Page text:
Actor Marlon Brando (1924-2004) was one of the first public figures in post-World War II America to speak out about the failure of the Allies to aid Europe’s Jews during the Holocaust.
Set in a cemetery in postwar Europe, “Flag” focused on two elderly Holocaust survivors, Tevya (Paul Muni) and Zelda (Celia Adler), who encountered Brando’s character, a distraught young Treblinka survivor named David, while on his way to British-ruled Palestine. Through the conversations between Tevya and David, Hecht articulated the Jewish right to the Holy Land and the need for a Jewish state
The Allies’ failure to rescue Jews from Hitler was one of the play’s underlying themes. As the story begins, the narrator declared: “Out of his burning houses, out of his crematoriums and lime pits, the Jew of Europe looked on a murderer called the German. But beyond this murder face of the German were other nation-faces to be seen–dim and watchful faces whose silence was a brother of murder…When the six million were murdered in the furnaces and gas chambers of the German, these cries were in their throats: ‘Where is Humanity? Where is the goodness of man that we helped create? Where are my friends?’ ”
During the play, Brando’s character spoke of the world’s silence while the Nazis “made a garbage pile of my people.” He also raised pointed questions about the response of Jews in the Free World. One of the most memorable scenes has Brando’s character addressing the Jews of the United States and Great Britain. Beginning in a quiet voice and then growing louder, Brando demands: “Where were you, Jews? Where were you when the killing was going on?… Where was your voice crying out against the slaughter? We didn’t hear any voice. There was no voice. You Jews of America! You Jews of England! Strong Jews, rich Jews, high-up Jews; Jews of power and genius! Where was your cry of rage that could have filled the world and stopped the fires? Nowhere! Because you were ashamed to cry out as Jews.”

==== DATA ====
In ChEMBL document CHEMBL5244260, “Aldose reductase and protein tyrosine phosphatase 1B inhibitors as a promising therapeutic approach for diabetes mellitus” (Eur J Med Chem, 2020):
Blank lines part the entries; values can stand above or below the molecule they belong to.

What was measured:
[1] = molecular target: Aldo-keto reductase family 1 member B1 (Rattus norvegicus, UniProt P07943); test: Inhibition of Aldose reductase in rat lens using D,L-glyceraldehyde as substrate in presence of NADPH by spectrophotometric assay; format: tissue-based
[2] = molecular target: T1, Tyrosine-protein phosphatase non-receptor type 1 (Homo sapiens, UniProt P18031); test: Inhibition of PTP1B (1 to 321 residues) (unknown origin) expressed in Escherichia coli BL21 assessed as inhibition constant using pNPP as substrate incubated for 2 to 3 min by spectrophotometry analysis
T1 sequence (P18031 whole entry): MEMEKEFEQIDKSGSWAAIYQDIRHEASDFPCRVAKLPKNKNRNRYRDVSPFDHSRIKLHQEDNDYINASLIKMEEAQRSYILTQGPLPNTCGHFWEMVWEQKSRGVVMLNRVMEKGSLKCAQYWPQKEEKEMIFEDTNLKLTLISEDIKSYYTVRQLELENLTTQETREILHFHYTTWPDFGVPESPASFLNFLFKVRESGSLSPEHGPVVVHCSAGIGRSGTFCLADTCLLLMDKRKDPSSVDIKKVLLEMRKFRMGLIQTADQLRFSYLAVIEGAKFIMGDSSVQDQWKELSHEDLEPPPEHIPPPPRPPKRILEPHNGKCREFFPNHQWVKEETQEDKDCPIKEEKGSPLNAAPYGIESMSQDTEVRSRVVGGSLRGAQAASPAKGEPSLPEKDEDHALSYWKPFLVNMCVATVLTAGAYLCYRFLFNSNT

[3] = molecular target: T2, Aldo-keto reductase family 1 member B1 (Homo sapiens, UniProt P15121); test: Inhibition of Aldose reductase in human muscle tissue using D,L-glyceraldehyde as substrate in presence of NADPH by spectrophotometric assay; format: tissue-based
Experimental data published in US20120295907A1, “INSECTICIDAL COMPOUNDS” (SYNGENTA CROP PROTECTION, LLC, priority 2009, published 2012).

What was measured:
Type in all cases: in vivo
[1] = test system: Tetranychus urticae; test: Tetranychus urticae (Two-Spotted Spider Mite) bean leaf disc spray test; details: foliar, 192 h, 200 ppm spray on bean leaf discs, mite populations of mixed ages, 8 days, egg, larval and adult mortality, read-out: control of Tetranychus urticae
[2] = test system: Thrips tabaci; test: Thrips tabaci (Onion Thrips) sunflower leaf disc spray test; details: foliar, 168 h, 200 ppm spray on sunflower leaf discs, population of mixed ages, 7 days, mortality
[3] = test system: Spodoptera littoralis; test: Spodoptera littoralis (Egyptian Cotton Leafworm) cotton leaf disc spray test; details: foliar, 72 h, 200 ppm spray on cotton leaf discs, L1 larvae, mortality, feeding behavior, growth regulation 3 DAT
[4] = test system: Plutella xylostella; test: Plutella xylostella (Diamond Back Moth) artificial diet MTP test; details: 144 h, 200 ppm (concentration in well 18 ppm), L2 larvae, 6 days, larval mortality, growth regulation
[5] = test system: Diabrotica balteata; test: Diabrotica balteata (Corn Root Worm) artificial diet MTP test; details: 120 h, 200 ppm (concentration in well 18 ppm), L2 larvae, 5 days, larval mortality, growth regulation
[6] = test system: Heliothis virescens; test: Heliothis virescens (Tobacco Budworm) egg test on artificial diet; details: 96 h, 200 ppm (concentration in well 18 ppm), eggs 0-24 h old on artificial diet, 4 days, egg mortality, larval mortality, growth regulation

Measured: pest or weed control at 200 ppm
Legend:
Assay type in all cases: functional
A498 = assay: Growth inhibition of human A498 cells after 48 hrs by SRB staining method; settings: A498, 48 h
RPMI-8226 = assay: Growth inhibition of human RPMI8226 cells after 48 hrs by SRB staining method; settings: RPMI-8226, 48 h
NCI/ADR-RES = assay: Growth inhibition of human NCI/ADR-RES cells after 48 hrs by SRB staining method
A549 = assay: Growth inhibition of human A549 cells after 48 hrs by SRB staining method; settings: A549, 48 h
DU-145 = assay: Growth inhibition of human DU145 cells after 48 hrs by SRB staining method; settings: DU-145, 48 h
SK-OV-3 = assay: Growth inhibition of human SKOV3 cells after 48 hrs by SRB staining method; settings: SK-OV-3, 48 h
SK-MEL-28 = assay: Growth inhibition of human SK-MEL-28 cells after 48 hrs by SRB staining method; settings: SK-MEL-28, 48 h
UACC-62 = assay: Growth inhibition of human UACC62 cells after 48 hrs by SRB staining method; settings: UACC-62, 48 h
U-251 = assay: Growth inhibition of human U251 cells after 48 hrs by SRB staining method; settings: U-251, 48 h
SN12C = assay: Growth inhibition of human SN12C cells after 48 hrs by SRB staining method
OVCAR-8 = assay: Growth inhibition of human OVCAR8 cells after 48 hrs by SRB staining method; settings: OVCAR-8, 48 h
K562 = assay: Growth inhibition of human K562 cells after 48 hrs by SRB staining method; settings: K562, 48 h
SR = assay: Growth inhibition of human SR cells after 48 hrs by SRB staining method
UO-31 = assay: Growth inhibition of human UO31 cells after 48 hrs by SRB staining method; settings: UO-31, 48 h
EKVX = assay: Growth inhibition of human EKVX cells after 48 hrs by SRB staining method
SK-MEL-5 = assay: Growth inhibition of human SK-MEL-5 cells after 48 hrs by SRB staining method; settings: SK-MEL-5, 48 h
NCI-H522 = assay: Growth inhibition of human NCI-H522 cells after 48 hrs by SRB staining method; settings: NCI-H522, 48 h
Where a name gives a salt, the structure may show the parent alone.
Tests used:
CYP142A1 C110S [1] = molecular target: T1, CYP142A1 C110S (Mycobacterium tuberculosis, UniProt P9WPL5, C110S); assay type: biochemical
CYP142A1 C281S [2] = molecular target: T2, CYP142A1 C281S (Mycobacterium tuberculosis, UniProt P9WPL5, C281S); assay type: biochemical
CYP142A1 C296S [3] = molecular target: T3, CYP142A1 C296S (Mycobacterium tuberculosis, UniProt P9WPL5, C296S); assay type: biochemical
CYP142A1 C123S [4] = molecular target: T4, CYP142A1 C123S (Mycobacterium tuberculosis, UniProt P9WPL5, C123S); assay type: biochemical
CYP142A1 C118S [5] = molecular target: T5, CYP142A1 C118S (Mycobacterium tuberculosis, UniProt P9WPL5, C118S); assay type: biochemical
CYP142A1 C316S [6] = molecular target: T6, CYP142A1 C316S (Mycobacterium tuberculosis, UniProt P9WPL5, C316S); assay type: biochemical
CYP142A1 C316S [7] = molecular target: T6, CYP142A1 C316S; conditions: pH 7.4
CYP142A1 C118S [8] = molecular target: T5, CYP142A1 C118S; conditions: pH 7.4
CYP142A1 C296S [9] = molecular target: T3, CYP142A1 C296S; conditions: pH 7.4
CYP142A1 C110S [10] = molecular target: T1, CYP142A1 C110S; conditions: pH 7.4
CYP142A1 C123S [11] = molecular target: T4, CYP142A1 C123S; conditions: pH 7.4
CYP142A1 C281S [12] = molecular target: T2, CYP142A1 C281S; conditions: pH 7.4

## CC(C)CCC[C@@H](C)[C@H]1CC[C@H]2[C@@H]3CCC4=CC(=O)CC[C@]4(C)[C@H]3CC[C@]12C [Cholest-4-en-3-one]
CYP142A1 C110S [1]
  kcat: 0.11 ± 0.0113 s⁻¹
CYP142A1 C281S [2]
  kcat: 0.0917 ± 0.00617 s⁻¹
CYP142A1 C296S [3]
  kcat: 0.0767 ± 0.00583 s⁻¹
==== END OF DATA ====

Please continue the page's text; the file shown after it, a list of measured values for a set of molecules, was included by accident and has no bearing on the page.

The accusation “sent chills through the audience,” Brando later recalled. At some performances, “Jewish girls got out of their seats and screamed and cried from the aisles in sadness, and at one, when I asked, ‘Where were you when six million Jews were being burned to death in the ovens of Auschwitz?’, a woman was so over come with anger and guilt that she rose and shouted back at me, ‘Where were YOU?’ … At the time there was a great deal of soul-searching within the Jewish community over whether they had done enough to stop the slaughter of their people– some argued that they should have applied pressure on President Roosevelt to bomb Auschwitz, for example–so the speech touched a sensitive nerve.”
Although the words Brando spoke in the play were written by Hecht, Brando shared the playwright’s assessment of how the world responded to the Holocaust. In his memoirs, Brando described how he learned about Jewish issues from Hecht and especially from his acting coach, Bergson Group activist Stella Adler. He quickly developed a strong sympathy for their cause, and performed in “A Flag is Born” at the minimum actors’ guild wage as a gesture of solidarity.
Brando championed the Jewish cause offstage, as well. Brando not only performed in the play, but became, as he put it, “a kind of traveling salesman” for the Bergson Group, speaking at numerous rallies and meetings about the international community’s silence during the Holocaust, the plight of Holocaust survivors languishing in Europe’s Displaced Persons camps, and the need for a Jewish state.